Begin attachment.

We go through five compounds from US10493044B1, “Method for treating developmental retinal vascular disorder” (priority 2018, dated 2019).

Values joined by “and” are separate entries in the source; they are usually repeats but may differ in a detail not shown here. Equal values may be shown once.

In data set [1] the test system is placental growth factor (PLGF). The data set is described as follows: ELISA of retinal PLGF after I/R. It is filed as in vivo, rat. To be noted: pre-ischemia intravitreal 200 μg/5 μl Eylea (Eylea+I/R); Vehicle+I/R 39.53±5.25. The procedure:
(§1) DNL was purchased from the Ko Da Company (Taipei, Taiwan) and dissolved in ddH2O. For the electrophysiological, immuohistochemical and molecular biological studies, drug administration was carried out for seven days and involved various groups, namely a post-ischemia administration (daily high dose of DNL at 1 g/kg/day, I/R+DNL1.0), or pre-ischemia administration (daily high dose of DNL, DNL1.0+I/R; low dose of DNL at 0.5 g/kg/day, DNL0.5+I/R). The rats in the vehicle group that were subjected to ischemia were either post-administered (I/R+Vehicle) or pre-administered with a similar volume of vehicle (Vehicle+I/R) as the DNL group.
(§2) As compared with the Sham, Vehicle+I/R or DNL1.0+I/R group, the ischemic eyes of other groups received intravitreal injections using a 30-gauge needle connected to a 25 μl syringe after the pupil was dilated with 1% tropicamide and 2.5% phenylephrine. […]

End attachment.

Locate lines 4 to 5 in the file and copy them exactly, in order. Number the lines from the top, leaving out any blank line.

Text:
(§1) DNL was purchased from the Ko Da Company (Taipei, Taiwan) and dissolved in ddH2O. For the electrophysiological, immuohistochemical and molecular biological studies, drug administration was carried out for seven days and involved various groups, namely a post-ischemia administration (daily high dose of DNL at 1 g/kg/day, I/R+DNL1.0), or pre-ischemia administration (daily high dose of DNL, DNL1.0+I/R; low dose of DNL at 0.5 g/kg/day, DNL0.5+I/R). The rats in the vehicle group that were subjected to ischemia were either post-administered (I/R+Vehicle) or pre-administered with a similar volume of vehicle (Vehicle+I/R) as the DNL group.
(§2) As compared with the Sham, Vehicle+I/R or DNL1.0+I/R group, the ischemic eyes of other groups received intravitreal injections using a 30-gauge needle connected to a 25 μl syringe after the pupil was dilated with 1% tropicamide and 2.5% phenylephrine. […]